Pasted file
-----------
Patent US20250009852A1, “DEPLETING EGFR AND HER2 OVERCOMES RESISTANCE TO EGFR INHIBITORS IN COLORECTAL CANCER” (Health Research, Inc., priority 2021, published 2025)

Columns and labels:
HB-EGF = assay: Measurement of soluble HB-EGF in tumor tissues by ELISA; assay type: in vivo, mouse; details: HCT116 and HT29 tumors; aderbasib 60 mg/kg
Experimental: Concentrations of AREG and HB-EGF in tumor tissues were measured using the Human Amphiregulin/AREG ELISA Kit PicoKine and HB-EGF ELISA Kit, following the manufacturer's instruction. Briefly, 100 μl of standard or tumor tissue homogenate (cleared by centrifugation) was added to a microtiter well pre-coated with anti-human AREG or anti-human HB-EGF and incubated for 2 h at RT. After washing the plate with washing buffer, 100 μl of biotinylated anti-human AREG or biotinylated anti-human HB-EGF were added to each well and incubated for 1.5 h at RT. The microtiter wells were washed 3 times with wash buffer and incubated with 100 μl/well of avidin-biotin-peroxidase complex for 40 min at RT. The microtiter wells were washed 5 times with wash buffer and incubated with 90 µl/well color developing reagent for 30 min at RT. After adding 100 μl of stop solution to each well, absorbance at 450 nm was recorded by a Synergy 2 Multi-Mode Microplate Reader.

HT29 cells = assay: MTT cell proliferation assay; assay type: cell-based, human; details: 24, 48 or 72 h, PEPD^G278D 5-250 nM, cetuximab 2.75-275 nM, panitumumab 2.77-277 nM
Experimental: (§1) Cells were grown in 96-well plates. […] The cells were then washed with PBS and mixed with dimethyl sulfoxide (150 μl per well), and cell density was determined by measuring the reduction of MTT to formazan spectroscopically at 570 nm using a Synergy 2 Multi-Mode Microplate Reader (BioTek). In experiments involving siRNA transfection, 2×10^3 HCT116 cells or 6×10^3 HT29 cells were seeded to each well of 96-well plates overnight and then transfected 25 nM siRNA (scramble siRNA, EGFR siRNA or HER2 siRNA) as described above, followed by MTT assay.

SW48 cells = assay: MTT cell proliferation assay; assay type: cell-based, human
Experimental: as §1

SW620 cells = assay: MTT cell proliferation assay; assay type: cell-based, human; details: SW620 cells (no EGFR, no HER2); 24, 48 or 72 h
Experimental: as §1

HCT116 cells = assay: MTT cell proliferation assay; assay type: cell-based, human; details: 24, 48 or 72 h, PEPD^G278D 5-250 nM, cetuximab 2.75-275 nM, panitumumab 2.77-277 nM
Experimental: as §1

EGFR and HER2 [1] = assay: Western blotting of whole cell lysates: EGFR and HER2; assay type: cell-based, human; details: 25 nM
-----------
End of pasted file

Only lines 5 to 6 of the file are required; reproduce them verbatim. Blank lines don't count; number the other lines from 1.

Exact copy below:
HT29 cells = assay: MTT cell proliferation assay; assay type: cell-based, human; details: 24, 48 or 72 h, PEPD^G278D 5-250 nM, cetuximab 2.75-275 nM, panitumumab 2.77-277 nM
Experimental: (§1) Cells were grown in 96-well plates. […] The cells were then washed with PBS and mixed with dimethyl sulfoxide (150 μl per well), and cell density was determined by measuring the reduction of MTT to formazan spectroscopically at 570 nm using a Synergy 2 Multi-Mode Microplate Reader (BioTek). In experiments involving siRNA transfection, 2×10^3 HCT116 cells or 6×10^3 HT29 cells were seeded to each well of 96-well plates overnight and then transfected 25 nM siRNA (scramble siRNA, EGFR siRNA or HER2 siRNA) as described above, followed by MTT assay.